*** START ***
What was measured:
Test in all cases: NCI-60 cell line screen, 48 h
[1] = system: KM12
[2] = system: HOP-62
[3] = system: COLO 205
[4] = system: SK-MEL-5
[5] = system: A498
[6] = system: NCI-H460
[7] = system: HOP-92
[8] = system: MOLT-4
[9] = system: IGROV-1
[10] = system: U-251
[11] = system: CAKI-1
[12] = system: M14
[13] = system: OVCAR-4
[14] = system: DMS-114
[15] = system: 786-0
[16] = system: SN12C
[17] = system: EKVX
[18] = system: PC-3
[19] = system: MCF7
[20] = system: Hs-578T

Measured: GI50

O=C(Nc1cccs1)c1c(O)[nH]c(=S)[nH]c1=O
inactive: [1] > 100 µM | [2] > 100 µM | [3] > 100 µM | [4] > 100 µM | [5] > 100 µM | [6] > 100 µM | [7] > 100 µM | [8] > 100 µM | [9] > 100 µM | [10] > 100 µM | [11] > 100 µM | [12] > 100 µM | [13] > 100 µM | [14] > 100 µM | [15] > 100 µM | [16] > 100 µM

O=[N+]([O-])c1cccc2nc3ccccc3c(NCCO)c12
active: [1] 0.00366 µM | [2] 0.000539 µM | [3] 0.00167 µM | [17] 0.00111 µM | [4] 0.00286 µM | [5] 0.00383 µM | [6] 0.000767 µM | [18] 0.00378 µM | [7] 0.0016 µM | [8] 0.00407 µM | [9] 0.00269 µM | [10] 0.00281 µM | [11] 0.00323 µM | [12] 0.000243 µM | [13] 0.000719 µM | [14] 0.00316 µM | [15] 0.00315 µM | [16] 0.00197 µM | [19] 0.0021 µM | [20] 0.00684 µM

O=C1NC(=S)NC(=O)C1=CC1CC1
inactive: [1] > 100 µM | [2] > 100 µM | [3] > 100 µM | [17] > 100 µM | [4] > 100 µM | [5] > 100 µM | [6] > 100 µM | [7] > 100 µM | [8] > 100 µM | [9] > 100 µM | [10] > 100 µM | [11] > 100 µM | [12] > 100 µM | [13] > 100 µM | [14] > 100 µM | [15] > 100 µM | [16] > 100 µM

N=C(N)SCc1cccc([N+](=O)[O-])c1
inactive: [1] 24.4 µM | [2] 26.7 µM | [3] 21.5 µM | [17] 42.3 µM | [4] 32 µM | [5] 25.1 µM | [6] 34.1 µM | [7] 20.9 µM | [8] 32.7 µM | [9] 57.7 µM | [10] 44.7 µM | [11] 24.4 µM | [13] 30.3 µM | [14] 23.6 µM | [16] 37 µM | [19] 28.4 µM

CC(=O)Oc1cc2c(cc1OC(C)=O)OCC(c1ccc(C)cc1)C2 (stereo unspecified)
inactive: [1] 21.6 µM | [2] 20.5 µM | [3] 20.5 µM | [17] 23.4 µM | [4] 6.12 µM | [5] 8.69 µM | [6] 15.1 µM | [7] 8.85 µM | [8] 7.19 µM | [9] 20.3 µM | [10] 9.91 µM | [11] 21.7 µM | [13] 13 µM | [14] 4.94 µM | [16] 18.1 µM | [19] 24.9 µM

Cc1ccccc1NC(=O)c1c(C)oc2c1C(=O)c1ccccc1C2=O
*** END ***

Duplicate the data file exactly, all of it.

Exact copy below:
What was measured:
Test in all cases: NCI-60 cell line screen, 48 h
[1] = system: KM12
[2] = system: HOP-62
[3] = system: COLO 205
[4] = system: SK-MEL-5
[5] = system: A498
[6] = system: NCI-H460
[7] = system: HOP-92
[8] = system: MOLT-4
[9] = system: IGROV-1
[10] = system: U-251
[11] = system: CAKI-1
[12] = system: M14
[13] = system: OVCAR-4
[14] = system: DMS-114
[15] = system: 786-0
[16] = system: SN12C
[17] = system: EKVX
[18] = system: PC-3
[19] = system: MCF7
[20] = system: Hs-578T

Measured: GI50

O=C(Nc1cccs1)c1c(O)[nH]c(=S)[nH]c1=O
inactive: [1] > 100 µM | [2] > 100 µM | [3] > 100 µM | [4] > 100 µM | [5] > 100 µM | [6] > 100 µM | [7] > 100 µM | [8] > 100 µM | [9] > 100 µM | [10] > 100 µM | [11] > 100 µM | [12] > 100 µM | [13] > 100 µM | [14] > 100 µM | [15] > 100 µM | [16] > 100 µM

O=[N+]([O-])c1cccc2nc3ccccc3c(NCCO)c12
active: [1] 0.00366 µM | [2] 0.000539 µM | [3] 0.00167 µM | [17] 0.00111 µM | [4] 0.00286 µM | [5] 0.00383 µM | [6] 0.000767 µM | [18] 0.00378 µM | [7] 0.0016 µM | [8] 0.00407 µM | [9] 0.00269 µM | [10] 0.00281 µM | [11] 0.00323 µM | [12] 0.000243 µM | [13] 0.000719 µM | [14] 0.00316 µM | [15] 0.00315 µM | [16] 0.00197 µM | [19] 0.0021 µM | [20] 0.00684 µM

O=C1NC(=S)NC(=O)C1=CC1CC1
inactive: [1] > 100 µM | [2] > 100 µM | [3] > 100 µM | [17] > 100 µM | [4] > 100 µM | [5] > 100 µM | [6] > 100 µM | [7] > 100 µM | [8] > 100 µM | [9] > 100 µM | [10] > 100 µM | [11] > 100 µM | [12] > 100 µM | [13] > 100 µM | [14] > 100 µM | [15] > 100 µM | [16] > 100 µM

N=C(N)SCc1cccc([N+](=O)[O-])c1
inactive: [1] 24.4 µM | [2] 26.7 µM | [3] 21.5 µM | [17] 42.3 µM | [4] 32 µM | [5] 25.1 µM | [6] 34.1 µM | [7] 20.9 µM | [8] 32.7 µM | [9] 57.7 µM | [10] 44.7 µM | [11] 24.4 µM | [13] 30.3 µM | [14] 23.6 µM | [16] 37 µM | [19] 28.4 µM

CC(=O)Oc1cc2c(cc1OC(C)=O)OCC(c1ccc(C)cc1)C2 (stereo unspecified)
inactive: [1] 21.6 µM | [2] 20.5 µM | [3] 20.5 µM | [17] 23.4 µM | [4] 6.12 µM | [5] 8.69 µM | [6] 15.1 µM | [7] 8.85 µM | [8] 7.19 µM | [9] 20.3 µM | [10] 9.91 µM | [11] 21.7 µM | [13] 13 µM | [14] 4.94 µM | [16] 18.1 µM | [19] 24.9 µM

Cc1ccccc1NC(=O)c1c(C)oc2c1C(=O)c1ccccc1C2=O